Friday morning at Cinevent started off bright and early with one of the last of 20th Century Fox’s fanciful biopics of figures from the Golden Age of Vaudeville. Earlier years had seen highly fictionalized treatments of the lives of Lillian Russell (1940), songwriter Paul Dresser (My Gal Sal, 1942), The Dolly Sisters (1945), another songwriter, Joe Howard (I Wonder Who’s Kissing Her Now, 1947), Florodora girl Myrtle McKinley (Mother Wore Tights, 1947), Lotta Crabtree (Golden Girl, 1951) and even John Philip Sousa (Stars and Stripes Forever, 1952). Today’s specimen of the sub-genre was The I Don’t Care Girl (1953), starring Mitzi Gaynor as “the Queen of Vaudeville” Eva Tanguay. And here I’m going to detour into a brief consideration of Eva Tanguay herself, because the truth is she’s vastly more interesting than the movie Fox and producer George Jessel made about her.
In his notes for The I Don’t Care Girl, Richard Barrios compares Eva Tanguay (1878-1947) to Madonna; others have compared her to Lady Gaga. Like those two (the comparison goes), Tanguay parlayed a modest (even routine) song-and-dance talent into superstardom by encasing it in outlandish costumes and outrageous behavior on and off stage. That’s fine as far as it goes, even astute, but it’s interesting that we have to reach 80, even 100 years into Tanguay’s future for comparisons. In 1904, when she made her first big splash, there was simply nothing to compare her to.
The two photos I’ve posted here give a remote idea of her personality on stage. Her outrageousness, too: The picture on the left has an aura of, shall we say, frank invitation that in 1905 must have had men all over America heading straight from the theater to their cold showers. (And these are only a sample; do a Google Images search for her and you’ll find dozens more.) The titles alone of her signature songs further underline her feverish effect: “I Don’t Care”, of course; also “It’s All Been Done Before But Not the Way I Do It”, “I Want Someone to Go Wild With Me”, “Go As Far As You Like”. Critics and audiences alike stood flabbergasted, not knowing what the hell to make of her, and they loved her for it — or more likely, decided that resistance was futile. Even the occultist crackpot Aleister Crowley said he found her “like the hashish dream of a hermit who is possessed of the devil”, then went on to say: “I could kill myself at this moment for the wild love of her.” For a sharp appraisal of Eva Tanguay’s place in showbiz history, click over to the Slate archive for 2009 and read “Vanishing Act: In search of Eva Tanguay, the first rock star” by Jody Rosen.
If you’ve read Jody Rosen’s article, and if you’ve seen The I Don’t Care Girl, then you have an inkling of what a near-total botch the movie is. Rosen calls it “clunky”; she minces words. Closer to the truth were vaudeville historian Anthony Slide, who called it “dismal”, and Clive Hirschhorn in The Hollywood Musical, who said the main problem was Walter Bullock’s “really lousy script”. The sad part is that 1953 was pretty much the last time that it was possible to make a movie that could have captured Eva Tanguay’s appeal (the way Yankee Doodle Dandy, for all its fiction, captured George M. Cohan’s). In 1953 her heyday was still well within living memory; producer George Jessel very likely knew her personally. Director Lloyd Bacon might have as well.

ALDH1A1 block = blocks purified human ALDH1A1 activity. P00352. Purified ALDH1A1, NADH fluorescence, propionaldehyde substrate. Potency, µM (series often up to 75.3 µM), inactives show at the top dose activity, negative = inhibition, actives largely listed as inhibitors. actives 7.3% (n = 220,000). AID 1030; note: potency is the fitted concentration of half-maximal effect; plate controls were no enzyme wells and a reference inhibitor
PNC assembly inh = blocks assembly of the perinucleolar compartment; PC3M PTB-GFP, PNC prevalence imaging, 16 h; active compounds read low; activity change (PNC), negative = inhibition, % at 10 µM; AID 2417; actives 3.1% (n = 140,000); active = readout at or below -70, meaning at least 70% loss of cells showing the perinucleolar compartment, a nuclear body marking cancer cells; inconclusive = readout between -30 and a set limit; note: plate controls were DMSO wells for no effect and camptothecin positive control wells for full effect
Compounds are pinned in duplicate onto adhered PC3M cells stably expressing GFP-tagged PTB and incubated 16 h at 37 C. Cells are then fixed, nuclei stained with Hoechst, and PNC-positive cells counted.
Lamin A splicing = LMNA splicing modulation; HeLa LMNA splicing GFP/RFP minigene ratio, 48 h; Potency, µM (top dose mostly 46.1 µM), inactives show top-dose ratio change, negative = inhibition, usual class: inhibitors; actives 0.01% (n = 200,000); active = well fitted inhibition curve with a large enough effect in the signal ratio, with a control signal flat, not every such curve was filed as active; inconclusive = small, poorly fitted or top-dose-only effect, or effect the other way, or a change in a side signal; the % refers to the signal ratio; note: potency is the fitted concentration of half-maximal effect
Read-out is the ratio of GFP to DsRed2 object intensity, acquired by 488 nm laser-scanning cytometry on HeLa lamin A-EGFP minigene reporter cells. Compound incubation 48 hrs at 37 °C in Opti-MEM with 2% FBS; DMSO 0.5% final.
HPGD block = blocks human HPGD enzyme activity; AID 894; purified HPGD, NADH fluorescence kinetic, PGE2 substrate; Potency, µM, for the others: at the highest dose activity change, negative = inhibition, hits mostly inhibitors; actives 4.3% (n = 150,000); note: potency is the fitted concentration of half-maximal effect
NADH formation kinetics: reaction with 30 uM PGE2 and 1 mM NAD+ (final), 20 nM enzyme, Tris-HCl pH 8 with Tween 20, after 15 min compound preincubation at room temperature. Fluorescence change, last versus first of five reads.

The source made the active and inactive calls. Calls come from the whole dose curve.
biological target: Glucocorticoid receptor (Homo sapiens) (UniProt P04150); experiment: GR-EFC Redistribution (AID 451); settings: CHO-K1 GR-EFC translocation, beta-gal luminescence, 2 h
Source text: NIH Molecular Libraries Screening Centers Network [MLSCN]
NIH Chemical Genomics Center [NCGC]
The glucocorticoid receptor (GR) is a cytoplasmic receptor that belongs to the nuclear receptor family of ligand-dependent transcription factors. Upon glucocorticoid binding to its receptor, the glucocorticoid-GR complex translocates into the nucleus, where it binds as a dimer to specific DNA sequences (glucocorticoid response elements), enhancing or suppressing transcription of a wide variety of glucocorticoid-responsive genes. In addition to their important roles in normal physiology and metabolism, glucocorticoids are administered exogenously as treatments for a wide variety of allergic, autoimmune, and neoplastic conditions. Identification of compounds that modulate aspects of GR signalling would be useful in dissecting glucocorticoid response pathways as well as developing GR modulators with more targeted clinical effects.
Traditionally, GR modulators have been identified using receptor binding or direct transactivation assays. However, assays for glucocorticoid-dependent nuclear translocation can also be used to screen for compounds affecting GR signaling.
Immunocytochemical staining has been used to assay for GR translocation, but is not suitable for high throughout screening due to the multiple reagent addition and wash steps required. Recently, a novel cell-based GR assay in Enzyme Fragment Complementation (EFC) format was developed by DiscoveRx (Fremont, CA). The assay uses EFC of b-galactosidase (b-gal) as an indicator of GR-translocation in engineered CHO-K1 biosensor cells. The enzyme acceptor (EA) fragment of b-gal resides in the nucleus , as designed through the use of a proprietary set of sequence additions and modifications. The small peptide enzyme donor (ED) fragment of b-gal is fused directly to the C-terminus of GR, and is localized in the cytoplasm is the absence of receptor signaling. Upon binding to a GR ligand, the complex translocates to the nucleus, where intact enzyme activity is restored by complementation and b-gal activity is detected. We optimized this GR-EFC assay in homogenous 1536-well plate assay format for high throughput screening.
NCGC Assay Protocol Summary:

Not that it would have been easy. The Production Code was still in firm control, and Eva Tanguay’s main selling point was blatantly sexual, a lusty throwing off of the prim strictures of Victorian ladyhood (Rosen says that her dances frequently looked like simulated orgasms), where Cohan’s chief selling point was patriotism, much easier to get through the Breen Office (especially during a war). But it could have been done — just not with Bullock’s script. And, alas, even with a better script, probably not with Mitzi Gaynor either. Gaynor may well have had more talent that Tanguay, but probably not half the personality. Mitzi was basically a pretty-good chorus girl who got some fantastic breaks — sort of a Vera-Ellen, but able to do her own singing.
Clive Hirschhorn says that the role of Eva Tanguay was “tailor-made for Betty Hutton”, and there’s something to that; certainly Betty’s take-no-prisoners approach to a song matched what we know and can hear of Eva’s. Personally, I’d like to have seen Carol Channing take a swing at it, but back then she was still a Broadway personality untried in Hollywood. Another one who surely could have done it was Gwen Verdon, though she had yet to make a name for herself at all; oddly enough, however, she does appear as a specialty dancer in The I Don’t Care Girl‘s “Beale Street Blues” number.
Which brings us to the movie’s saving grace, so far as it has one. According to one version of the story, Darryl F. Zanuck saw an early cut of The I Don’t Care Girl, realized it was a dog, and ordered drastic surgery: he called in Jack Cole to punch up the musical numbers. And for the three numbers Cole staged — “Beale Street Blues”, “The Johnson Rag” and “I Don’t Care” (shown here) — the movie blazes fitfully to life. Of course, when Cole takes over, the vaudeville of 1910 flies out the window while 1950s theatrical jazz dance sashays in the door (other numbers staged by Seymour Felix are truer to the period, if less flamboyantly entertaining). Besides Cole’s work, The I Don’t Care Girl has little to recommend it, although the print shown at Cinevent beautifully conveyed the movie’s other main asset, the splendid Fox Technicolor.